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Inflation cooled in October, which is a sign that mortgage borrowers may soon be able to take advantage of significantly lower mortgage rates.
Average 30-year mortgage rates are currently down around 20 basis points from where they started the month, and they could fall further soon.
On Tuesday, the Bureau of Labor Statistics released the latest Consumer Price Index data, which showed that inflation rose just 3.2% year over year in October, a slowdown from the previous month. The CPI has been falling steadily since it peaked last June, and October’s drop is just one more data point telling the Federal Reserve that the central bank has done its job, and no more rate hikes are needed this year.
If the Fed keeps the federal funds rate steady, mortgage rates should stay near their current levels, with no more big spikes like we’ve seen throughout the last couple of years.
Plus, mortgage rates could fall more substantially next year if the Fed decides to cut rates, which is starting to look more likely. It’s possible we could even see two rate hikes by July 2024, according to the CME FedWatch Tool. This would remove a significant amount of upward pressure off of mortgage rates.
Mortgage Rates Today
Mortgage Refinance Rates Today
Use our free mortgage calculator to see how today’s mortgage rates will affect your monthly and long-term payments.
By plugging in different term lengths and interest rates, you’ll see how your monthly payment could change.
Mortgage Rate Projection for 2023
Mortgage rates started ticking up from historic lows in the second half of 2021 and increased over three percentage points in 2022.
But many forecasts expect rates to begin to fall later this year. In their latest forecast, Fannie Mae researchers predicted that 30-year fixed rates will trend down throughout 2023 and 2024.
But whether mortgage rates will drop in 2023 hinges on if the Federal Reserve can get inflation under control.
In the last 12 months, the Consumer Price Index rose by 3.2%. Inflation has decelerated quite a bit since it peaked last June, but the Fed has indicated it’s waiting for inflation to come down further before it considers a longer pause in rate hikes.
For homeowners looking to leverage their home’s value to cover a big purchase — such as a home renovation — a home equity line of credit (HELOC) may be a good option while we wait for mortgage rates to ease. Check out some of the best HELOC lenders to start your search for the right loan for you.
A HELOC is a line of credit that lets you borrow against the equity in your home. It works similarly to a credit card in that you borrow what you need rather than getting the full amount you’re borrowing in a lump sum. It also lets you tap into the money you have in your home without replacing your entire mortgage, like you’d do with a cash-out refinance.
Current HELOC rates are relatively low compared to other loan options, including credit cards and personal loans.
When Will House Prices Come Down?
Home prices declined a bit on a monthly basis late last year, but we aren’t likely to see huge drops anytime soon thanks to extremely limited supply.
Fannie Mae researchers expect prices to increase 3.9% in 2023, while the Mortgage Bankers Association expects a 1.5% increase in 2023 and a 1.1% increase in 2024.
Sky high mortgage rates have pushed many hopeful buyers out of the market, slowing homebuying demand and putting downward pressure on home prices. But rates may start to drop next year, which would remove some of that pressure. The current supply of homes is also historically low, which will likely keep prices from dropping.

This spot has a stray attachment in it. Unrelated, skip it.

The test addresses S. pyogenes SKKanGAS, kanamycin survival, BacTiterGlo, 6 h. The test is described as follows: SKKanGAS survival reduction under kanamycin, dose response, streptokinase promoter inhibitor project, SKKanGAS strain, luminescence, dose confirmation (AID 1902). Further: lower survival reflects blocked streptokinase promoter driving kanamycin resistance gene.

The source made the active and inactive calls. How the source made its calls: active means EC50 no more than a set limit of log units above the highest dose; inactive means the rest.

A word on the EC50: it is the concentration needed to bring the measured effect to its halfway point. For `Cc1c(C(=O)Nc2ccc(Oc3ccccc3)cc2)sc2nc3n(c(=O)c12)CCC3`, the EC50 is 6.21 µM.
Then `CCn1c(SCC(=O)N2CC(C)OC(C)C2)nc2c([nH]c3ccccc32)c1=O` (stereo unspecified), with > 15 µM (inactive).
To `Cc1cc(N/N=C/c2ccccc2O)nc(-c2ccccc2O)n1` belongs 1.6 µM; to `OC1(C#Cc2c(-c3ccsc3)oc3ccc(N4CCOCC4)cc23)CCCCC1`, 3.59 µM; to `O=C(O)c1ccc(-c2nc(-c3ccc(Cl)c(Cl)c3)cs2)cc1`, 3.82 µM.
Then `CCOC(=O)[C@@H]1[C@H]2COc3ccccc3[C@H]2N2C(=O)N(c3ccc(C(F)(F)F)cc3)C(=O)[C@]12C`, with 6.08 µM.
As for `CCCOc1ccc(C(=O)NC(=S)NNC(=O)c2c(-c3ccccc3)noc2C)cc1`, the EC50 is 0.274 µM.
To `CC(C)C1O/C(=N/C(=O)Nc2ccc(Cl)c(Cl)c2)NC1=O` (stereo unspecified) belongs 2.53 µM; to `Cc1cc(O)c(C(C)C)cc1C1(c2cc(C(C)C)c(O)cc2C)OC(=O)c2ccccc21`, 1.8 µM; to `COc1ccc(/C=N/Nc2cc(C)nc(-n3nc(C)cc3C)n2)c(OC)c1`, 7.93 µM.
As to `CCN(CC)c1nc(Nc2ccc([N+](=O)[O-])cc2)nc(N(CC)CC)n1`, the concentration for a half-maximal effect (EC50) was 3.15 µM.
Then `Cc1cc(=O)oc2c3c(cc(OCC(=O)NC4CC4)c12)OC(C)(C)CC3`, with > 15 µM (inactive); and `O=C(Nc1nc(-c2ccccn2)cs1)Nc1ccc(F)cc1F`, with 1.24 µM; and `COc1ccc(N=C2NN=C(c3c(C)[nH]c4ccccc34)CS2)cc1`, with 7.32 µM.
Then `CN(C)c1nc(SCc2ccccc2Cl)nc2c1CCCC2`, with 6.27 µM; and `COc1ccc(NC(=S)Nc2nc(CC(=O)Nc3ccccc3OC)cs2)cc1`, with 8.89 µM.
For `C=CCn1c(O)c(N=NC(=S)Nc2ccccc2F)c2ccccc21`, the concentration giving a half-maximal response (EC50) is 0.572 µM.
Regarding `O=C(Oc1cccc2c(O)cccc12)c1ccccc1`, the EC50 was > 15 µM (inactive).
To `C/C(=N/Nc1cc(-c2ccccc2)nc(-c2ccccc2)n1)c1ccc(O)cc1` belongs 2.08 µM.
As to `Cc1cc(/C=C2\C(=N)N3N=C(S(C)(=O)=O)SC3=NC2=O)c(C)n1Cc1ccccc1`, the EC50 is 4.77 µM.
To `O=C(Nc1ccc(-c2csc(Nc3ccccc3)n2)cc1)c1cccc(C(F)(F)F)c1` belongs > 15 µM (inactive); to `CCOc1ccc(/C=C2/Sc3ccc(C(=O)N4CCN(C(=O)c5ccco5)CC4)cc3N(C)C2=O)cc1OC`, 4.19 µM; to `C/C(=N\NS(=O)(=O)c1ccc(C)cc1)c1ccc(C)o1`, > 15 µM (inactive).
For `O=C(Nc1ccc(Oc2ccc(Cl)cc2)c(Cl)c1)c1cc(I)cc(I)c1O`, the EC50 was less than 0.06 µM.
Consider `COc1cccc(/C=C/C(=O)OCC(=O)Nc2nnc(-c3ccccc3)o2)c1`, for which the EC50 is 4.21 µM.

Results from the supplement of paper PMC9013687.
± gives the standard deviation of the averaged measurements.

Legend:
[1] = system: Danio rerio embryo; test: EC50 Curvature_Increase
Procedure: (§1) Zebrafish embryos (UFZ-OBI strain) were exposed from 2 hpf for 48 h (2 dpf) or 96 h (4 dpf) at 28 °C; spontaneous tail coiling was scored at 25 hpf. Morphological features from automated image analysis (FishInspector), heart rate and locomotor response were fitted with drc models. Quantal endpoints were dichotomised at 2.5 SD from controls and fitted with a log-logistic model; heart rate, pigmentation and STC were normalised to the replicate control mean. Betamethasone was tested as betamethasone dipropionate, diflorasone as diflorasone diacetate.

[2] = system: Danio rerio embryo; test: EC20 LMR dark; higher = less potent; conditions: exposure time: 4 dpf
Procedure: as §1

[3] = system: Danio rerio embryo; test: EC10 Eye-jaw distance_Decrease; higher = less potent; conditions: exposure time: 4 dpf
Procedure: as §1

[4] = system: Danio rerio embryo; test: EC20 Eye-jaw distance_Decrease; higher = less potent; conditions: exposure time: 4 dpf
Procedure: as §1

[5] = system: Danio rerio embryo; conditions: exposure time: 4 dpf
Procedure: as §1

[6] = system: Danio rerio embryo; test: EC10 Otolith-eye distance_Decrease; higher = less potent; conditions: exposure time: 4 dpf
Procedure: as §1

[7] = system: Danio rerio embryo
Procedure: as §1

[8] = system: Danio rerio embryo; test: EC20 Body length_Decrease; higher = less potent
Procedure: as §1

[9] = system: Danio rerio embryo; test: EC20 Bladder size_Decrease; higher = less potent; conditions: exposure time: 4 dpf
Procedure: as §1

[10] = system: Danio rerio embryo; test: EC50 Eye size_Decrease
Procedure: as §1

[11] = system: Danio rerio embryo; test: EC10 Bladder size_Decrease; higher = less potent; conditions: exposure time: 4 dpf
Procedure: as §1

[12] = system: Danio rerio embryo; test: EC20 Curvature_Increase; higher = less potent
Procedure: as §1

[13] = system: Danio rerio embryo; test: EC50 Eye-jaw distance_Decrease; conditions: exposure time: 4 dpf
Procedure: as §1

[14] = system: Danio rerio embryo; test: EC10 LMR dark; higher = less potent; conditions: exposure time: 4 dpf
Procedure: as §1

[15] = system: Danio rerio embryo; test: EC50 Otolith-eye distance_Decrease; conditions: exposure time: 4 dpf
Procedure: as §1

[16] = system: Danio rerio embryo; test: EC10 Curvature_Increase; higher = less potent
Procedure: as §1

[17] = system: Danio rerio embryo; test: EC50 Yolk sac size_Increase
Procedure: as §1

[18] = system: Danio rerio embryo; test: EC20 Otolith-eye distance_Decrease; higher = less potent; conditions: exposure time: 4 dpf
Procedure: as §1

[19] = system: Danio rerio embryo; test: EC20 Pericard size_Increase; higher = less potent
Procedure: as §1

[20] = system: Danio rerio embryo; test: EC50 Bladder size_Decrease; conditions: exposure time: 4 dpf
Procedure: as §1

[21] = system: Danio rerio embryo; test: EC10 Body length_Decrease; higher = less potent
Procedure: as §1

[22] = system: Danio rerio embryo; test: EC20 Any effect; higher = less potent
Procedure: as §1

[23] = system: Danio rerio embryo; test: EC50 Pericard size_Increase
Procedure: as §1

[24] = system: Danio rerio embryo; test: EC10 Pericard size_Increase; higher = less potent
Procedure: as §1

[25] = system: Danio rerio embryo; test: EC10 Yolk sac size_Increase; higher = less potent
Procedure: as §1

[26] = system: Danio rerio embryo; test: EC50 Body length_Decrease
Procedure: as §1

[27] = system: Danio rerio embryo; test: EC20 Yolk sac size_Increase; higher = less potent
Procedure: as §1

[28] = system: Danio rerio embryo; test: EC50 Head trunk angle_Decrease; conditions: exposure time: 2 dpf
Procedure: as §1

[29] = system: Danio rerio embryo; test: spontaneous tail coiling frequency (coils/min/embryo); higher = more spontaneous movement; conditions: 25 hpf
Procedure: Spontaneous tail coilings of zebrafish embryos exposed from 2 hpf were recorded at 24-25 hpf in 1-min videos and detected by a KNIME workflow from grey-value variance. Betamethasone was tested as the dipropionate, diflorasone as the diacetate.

Fixed-Rate vs. Adjustable-Rate Mortgage Pros and Cons
Fixed-rate mortgages lock in your rate for the entire life of your loan. Adjustable-rate mortgages lock in your rate for the first few years, then your rate goes up or down periodically.
So how do you choose between a fixed-rate vs. adjustable-rate mortgage?
ARMs typically start with lower rates than fixed-rate mortgages, but ARM rates can go up once your initial introductory period is over. If you plan on moving or refinancing before the rate adjusts, an ARM could be a good deal. But keep in mind that a change in circumstances could prevent you from doing these things, so it’s a good idea to think about whether your budget could handle a higher monthly payment.
Fixed-rate mortgage are a good choice for borrowers who want stability, since your monthly principal and interest payments won’t change throughout the life of the loan (though your mortgage payment could increase if your taxes or insurance go up).
But in exchange for this stability, you’ll take on a higher rate. This might seem like a bad deal right now, but if rates increase further in a few years, you might be glad to have a rate locked in. And if rates trend down, you may be able to refinance to snag a lower rate
How Does an Adjustable-Rate Mortgage Work?
Adjustable-rate mortgages start with an introductory period where your rate will remain fixed for a certain period of time. Once that period is up, it will begin to adjust periodically — typically once per year or once every six months.
How much your rate will change depends on the index that the ARM uses and the margin set by the lender. Lenders choose the index that their ARMs use, and this rate can trend up or down depending on current market conditions.
The margin is the amount of interest a lender charges on top of the index. You should shop around with multiple lenders to see which one offers the lowest margin.
ARMs also come with limits on how much they can change and how high they can go. For example, an ARM might be limited to a 2% increase or decrease every time it adjusts, with a maximum rate of 8%.